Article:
Art and Value is the first comprehensive analysis of art's political economy throughout classical, neoclassical and Marxist economics. It provides a critical-historical survey of the theories of art's economic exceptionalism, of art as a merit good, and of the theories of art's commodification, the culture industry and real subsumption.
Key debates on the economics of art, from the high prices artworks fetch at auction, to the controversies over public subsidy of the arts, the 'cost disease' of artistic production, and neoliberal and post-Marxist theories of art's incorporation into capitalism, are examined in detail.
Subjecting mainstream and Marxist theories of art's economics to an exacting critique, the book concludes with a new Marxist theory of art's economic exceptionalism.

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Edited by Gülru Necipoğlu and Karen Leal

Muqarnas 33 contains articles that range chronologically and geographically from a study of architectural innovations in the early mosque under the Umayyads to an analysis of archaeological finds in medieval Armenia, the book culture of Bijapur, and a discussion of a nineteenth-century Muslim cemetery in Malta. Readers will also discover essays on, respectively, the influence of a Tabrizi workshop on Cairene architecture in the fourteenth century, and the brilliant ceramic tiles of the fifteenth-century Uzun Hasan Mosque in Tabriz, as well as the latest research on the coffeehouses of Safavid Isfahan and on the architectural patronage of Shah ʿAbbas. A study of a Timurid pilgrimage scroll in the Museum of Islamic Art in Doha and an essay on Bihari calligraphy round out the volume. The Notes and Sources section features a never-before-published treatise on the Sultan Ahmed Mosque in Istanbul. Muqarnas 33 includes articles by Heba Mostafa, Diana Isaac Bakhoum, Sandra Aube, David Roxburgh and Mounia Abudaya-Chehkhab, Eloïse Brac de la Perrière, Keelan Overton, Charles Melville, Farshid Emami, Conrad Thake, Ünver Rüstem, and Hans Barnard, Sneha Shah, Gregory E. Areshian, and Kym F. Faull.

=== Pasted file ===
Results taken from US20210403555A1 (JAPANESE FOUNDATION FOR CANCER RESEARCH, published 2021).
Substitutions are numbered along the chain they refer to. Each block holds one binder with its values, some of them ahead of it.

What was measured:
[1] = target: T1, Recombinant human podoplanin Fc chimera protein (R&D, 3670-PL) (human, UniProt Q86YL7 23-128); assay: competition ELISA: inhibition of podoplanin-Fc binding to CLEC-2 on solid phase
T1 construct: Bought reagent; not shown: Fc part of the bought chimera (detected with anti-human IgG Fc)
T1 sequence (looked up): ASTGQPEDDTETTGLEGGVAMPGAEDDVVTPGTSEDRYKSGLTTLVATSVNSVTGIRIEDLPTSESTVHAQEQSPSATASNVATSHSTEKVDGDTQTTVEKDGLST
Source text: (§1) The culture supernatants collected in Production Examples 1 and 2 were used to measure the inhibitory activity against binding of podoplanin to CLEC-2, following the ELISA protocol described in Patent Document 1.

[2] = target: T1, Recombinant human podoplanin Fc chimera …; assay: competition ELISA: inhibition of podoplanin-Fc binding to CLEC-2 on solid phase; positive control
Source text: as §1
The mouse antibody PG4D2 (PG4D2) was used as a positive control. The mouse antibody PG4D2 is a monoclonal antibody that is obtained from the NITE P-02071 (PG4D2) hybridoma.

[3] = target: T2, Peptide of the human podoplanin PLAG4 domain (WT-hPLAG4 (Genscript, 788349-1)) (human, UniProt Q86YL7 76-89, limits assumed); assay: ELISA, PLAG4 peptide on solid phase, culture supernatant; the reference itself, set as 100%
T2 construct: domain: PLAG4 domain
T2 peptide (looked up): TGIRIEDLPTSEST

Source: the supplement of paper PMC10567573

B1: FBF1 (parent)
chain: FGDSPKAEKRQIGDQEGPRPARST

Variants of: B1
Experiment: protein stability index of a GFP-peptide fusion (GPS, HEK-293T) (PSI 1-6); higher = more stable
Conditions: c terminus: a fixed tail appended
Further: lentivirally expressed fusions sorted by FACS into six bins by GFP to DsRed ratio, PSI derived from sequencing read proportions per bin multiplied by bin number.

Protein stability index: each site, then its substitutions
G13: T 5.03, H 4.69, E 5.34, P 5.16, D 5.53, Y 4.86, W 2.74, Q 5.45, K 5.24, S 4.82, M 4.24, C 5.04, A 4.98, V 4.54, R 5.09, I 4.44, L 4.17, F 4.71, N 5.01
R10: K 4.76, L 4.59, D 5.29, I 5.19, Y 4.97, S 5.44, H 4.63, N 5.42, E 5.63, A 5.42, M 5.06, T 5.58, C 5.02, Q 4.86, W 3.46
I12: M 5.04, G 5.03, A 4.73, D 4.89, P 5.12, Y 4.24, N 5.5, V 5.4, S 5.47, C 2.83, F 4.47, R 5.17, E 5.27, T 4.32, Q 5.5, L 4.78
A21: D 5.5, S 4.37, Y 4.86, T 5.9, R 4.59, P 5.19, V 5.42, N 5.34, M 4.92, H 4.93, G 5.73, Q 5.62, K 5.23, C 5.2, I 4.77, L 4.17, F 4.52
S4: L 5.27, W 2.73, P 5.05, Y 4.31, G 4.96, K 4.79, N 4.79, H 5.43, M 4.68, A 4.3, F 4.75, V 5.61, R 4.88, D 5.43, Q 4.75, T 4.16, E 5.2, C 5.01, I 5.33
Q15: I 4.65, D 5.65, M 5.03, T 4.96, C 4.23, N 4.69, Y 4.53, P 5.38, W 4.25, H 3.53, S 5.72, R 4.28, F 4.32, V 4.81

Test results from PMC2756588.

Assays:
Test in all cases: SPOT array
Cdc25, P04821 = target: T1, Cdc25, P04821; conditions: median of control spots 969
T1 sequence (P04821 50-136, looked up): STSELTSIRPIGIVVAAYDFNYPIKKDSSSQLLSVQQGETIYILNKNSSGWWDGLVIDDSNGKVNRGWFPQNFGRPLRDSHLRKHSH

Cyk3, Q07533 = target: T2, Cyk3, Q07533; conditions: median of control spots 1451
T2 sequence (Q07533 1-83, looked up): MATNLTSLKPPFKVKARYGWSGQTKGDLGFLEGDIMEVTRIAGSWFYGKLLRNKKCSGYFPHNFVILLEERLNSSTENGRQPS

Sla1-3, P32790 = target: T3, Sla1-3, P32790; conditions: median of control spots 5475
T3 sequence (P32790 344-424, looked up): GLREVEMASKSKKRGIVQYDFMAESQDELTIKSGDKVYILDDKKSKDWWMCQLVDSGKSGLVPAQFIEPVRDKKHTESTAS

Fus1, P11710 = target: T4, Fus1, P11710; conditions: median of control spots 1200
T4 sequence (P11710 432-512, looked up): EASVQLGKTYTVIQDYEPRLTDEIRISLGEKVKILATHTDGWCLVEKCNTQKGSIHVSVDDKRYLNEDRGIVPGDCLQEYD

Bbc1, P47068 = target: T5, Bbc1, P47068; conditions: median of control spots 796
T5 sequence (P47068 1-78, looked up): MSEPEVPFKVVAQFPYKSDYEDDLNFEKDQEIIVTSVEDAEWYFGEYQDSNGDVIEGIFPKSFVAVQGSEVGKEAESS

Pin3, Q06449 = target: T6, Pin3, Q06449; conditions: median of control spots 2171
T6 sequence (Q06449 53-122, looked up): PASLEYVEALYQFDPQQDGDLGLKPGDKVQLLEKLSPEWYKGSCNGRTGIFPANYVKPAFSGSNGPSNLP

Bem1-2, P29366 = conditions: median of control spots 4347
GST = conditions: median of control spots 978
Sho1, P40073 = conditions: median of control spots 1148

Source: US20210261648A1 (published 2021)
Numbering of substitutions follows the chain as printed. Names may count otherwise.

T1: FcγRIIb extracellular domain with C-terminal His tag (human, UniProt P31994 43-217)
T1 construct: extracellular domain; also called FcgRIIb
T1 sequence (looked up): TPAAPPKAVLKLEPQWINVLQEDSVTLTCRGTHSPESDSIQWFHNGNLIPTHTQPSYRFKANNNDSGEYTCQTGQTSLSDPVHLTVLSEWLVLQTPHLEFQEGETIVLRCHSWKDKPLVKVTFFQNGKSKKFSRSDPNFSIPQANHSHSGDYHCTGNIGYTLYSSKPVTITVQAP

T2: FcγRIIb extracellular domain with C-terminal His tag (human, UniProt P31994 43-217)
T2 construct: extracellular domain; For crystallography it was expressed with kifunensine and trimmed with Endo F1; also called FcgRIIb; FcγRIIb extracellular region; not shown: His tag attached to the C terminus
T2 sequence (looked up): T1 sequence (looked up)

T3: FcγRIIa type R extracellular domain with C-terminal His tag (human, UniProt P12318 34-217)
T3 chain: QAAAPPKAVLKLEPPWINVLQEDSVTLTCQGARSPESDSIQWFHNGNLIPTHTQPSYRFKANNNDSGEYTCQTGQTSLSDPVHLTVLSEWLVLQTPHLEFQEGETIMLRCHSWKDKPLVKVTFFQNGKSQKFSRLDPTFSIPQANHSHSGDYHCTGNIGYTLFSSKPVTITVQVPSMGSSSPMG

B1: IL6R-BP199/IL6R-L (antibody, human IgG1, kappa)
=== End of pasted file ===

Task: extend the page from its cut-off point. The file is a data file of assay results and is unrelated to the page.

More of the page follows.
Muqarnas: An Annual on the Visual Cultures of the Islamic World is sponsored by the Aga Khan Program for Islamic Architecture at Harvard University and the Massachusetts Institute of Technology, Cambridge, Massachusetts.


Relational Designs in Literature and the Arts

Page and Stage, Canvas and Screen

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Edited by Rui Carvalho Homem

This collection focuses on texts that address the other arts – from painting to photography, from the stage to the screen, and from avant-garde experiments to mass culture. Despite their diversity of object and approach, the essays in Relational Designs coalesce around the argument that representations are defined by relations and dynamics, rather than intrinsic features. This rationale is supported by the discourses and methodologies favoured by the book’s contributors: their approaches offer a cross section of the intellectual and critical environment of our time. The book illustrates the critical possibilities that derive from the broad range of modes of inquiry - poststructuralist criticism, gender studies, postcolonial studies, new historicism – that the book’s four sections bring to bear on a wealth of intermedial practices. But Relational Designs compounds such critical emphases with the voice of the practitioner: the book is rounded off by an interview in which a contemporary novelist discusses her attraction to the other arts in terms that extend the book’s insights and bridge the gap between academic discourse and artistic practice.